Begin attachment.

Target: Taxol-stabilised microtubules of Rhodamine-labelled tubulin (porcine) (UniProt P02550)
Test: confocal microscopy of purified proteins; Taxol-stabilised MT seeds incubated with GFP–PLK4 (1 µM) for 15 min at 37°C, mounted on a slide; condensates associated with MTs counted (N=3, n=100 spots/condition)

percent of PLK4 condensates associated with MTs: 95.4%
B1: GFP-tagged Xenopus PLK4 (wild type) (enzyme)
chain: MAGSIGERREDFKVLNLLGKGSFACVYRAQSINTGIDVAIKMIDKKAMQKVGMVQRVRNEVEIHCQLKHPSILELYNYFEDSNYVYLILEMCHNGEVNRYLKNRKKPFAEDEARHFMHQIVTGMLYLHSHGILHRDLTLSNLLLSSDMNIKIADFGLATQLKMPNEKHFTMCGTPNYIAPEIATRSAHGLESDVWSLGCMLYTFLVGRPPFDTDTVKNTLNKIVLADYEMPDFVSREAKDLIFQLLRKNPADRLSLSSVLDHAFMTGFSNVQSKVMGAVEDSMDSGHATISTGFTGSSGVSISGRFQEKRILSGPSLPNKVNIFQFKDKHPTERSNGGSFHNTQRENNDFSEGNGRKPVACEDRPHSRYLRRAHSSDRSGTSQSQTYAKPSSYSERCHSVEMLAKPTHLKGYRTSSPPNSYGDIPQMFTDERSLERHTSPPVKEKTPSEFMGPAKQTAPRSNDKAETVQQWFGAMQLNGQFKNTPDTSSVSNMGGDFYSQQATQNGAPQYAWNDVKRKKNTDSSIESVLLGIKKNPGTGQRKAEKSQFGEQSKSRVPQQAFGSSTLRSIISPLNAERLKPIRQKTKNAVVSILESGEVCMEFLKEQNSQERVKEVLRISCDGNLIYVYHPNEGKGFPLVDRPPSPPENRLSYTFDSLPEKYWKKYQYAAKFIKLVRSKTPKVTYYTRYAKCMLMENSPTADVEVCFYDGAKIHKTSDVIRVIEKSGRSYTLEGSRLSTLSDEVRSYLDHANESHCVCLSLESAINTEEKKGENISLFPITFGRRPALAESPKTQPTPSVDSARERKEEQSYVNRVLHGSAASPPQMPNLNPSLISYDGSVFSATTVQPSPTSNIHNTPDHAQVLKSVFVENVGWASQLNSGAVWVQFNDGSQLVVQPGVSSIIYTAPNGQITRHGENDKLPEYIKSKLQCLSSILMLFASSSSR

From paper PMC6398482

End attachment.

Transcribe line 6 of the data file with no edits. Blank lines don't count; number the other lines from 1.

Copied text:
From paper PMC6398482